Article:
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In 2008, leveraged financial positions collapsed in value. Investors assumed incorrectly that American housing prices were unsinkable. Margin calls and firm failures cascaded as hidden risks emerged. Similarly, today, a black swan contagion plagues supply chains spanning multiple sectors, globally. The unexpected coronavirus revealed interconnected exposures that companies underwrote to operate lean.

CFOs can learn lessons from the way in which the post-GFC financial system evolved. In describing financial markets post-coronavirus, Heath Tarbert, Chairman of the CFTC, told the FT, “The story thus far has been a very good story, a story of resilience.” For companies that take the lessons of today’s Black Swan to heart, managing the full picture of risks will replace a narrow transactional mindset.

Optimize for Competitive Advantage: As Kearney’s Patrick Van den Bossche told Supply Chain Dive, “Companies have now realized that optimization for cost is not the right answer if the risk of disruption is spiking every few years …”

For commoditized industries, minimizing costs is sensible. But industries that generate sustainable margins can and should leverage procurement to enhance the value they add, while working to minimize the risk of disruption.

Firms will diversify purchasing, foregoing the bulk discounts of concentrated buying. Simulating scenarios to quantify vulnerabilities to outsourcing and offshoring will require structured data and new analytic tools, shared across the enterprise.

Coronavirus will accelerate the trend in which CPOs are “expected to enhance their influence with C-level peers and extend their business impact into strategic areas such as risk management, corporate development, and innovation.”

Develop Visibility and Relationships: Buyers are discovering the perils of not knowing who sells to their suppliers. Buyers will require deeper visibility into their supply chains, using this information to adjust their acquisition decisions and mitigate risk. The best buyers will use this knowledge to understand what is happening at the edge. PwC surveyed CFOs in April 2020 noting that firms are thinking about “risk warning systems” and “visibility into supplier health.”

A great success story is Alberta Health Services. Their procurement team paid attention to early rumblings from their local connections of a “strange flu” in Wuhan. AHS was able to pivot, getting early access to PPE supplies.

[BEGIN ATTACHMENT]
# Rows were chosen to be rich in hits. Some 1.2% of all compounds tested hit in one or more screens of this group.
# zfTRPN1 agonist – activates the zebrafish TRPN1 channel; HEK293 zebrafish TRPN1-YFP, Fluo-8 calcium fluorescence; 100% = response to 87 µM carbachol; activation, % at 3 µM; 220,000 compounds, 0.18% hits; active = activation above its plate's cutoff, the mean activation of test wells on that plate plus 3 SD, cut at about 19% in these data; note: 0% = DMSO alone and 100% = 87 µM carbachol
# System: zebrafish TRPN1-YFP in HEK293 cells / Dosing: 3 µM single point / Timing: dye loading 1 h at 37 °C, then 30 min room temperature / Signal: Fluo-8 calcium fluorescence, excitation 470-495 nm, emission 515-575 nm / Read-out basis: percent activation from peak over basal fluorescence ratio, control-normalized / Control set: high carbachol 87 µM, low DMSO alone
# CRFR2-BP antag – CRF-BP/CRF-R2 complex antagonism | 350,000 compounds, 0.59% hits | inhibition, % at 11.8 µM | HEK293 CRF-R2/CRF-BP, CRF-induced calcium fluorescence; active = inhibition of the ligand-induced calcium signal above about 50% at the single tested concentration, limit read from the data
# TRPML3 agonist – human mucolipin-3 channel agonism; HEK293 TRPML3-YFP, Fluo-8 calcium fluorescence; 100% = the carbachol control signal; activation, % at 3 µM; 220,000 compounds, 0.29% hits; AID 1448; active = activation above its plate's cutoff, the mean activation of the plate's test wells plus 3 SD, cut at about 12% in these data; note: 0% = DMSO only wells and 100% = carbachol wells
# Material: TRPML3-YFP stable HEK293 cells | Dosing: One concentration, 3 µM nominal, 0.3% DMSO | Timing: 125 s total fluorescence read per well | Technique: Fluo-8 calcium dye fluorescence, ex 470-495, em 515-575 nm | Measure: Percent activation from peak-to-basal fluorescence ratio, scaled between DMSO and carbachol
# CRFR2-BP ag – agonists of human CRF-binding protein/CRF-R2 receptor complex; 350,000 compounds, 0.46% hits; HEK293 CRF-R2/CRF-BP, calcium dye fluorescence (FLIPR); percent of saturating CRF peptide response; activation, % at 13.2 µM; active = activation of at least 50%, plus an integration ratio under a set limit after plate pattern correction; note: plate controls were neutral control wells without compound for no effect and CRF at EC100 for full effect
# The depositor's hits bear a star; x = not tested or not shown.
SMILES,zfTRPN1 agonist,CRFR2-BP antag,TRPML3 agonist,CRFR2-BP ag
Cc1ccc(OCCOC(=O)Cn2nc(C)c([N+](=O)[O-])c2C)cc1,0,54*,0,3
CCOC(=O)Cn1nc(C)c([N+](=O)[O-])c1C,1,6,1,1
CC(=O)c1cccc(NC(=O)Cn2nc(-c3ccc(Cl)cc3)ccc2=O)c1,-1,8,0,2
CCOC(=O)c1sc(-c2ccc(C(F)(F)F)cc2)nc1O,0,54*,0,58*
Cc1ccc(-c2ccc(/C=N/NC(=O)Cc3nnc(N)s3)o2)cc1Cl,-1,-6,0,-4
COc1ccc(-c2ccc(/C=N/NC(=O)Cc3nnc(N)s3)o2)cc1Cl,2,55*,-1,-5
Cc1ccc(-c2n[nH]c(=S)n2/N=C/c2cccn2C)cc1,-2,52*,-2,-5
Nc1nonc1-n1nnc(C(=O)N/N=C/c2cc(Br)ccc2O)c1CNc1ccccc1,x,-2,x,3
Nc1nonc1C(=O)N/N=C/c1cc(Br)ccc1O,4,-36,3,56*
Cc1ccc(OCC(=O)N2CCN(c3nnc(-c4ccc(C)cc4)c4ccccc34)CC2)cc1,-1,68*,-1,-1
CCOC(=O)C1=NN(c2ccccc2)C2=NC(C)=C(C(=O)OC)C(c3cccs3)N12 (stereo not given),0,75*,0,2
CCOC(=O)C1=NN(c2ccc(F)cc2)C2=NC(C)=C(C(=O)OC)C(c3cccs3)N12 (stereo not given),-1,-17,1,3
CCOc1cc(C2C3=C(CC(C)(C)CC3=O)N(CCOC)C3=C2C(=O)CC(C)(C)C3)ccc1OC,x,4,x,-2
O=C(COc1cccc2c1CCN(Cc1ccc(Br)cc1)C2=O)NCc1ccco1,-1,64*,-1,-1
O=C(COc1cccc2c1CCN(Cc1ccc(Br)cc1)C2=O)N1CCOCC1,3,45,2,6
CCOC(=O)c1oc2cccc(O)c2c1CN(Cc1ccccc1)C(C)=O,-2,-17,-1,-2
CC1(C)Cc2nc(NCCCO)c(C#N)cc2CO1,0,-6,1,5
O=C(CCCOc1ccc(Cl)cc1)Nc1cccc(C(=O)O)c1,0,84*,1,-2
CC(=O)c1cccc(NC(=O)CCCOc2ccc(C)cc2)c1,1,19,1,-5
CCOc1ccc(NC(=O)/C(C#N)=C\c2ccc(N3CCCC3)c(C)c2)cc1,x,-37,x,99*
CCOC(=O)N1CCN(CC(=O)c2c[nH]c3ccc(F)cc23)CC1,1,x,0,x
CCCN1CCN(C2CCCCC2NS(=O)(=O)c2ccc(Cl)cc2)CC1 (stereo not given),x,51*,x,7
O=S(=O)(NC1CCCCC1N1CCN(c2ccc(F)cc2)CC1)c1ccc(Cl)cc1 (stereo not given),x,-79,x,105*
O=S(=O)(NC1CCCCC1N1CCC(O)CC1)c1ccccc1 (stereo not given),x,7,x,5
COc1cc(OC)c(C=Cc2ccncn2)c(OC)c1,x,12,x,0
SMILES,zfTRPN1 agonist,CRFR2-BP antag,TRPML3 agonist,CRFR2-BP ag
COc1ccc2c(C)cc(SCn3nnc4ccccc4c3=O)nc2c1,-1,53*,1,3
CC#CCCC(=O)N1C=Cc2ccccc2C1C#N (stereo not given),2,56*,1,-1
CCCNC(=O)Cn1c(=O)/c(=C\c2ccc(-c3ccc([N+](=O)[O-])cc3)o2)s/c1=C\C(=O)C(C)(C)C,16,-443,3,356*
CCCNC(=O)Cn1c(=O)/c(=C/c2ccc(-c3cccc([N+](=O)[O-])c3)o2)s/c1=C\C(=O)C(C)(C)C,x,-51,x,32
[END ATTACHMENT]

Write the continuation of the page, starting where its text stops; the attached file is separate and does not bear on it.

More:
Relationships provide key intelligence in real-time, but they also determine who gets their orders filled in times like these when contracts are just words on a page. “Often a series of phone calls or emails to company leadership or the right operations contact gets the supply lines running again. Call it the relationship dividend.”

Collaborate (even with Competitors): Buyers are working together with other buyers to get through the worst of this crisis. Here’s Jeff Wincel, the Chief Procurement Officer of AMD: “It’s allowing companies to survive this … Companies are now able to learn from one another in real-time through collaboration. It’s changing the nature of how companies view competitiveness.”

Not everyone will adapt to the new reality. We have had previous supply chain disruptions, albeit smaller and more isolated like SARS or Fukushima. Companies that do not change now will be held to strict account by stakeholders during the next pandemic crisis.

As McKinsey notes, “Organizations should build financial models that size the impact of various shock scenarios and decide how much ‘insurance’ to buy through the mitigation of specific gaps, such as by establishing dual supply sources or increasing production. The analytical underpinnings of this risk analysis are well understood in other domains, such as the financial sector – now is the time to apply them to supply chains.”

Supply chain management is risk management.

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Chand Sooran

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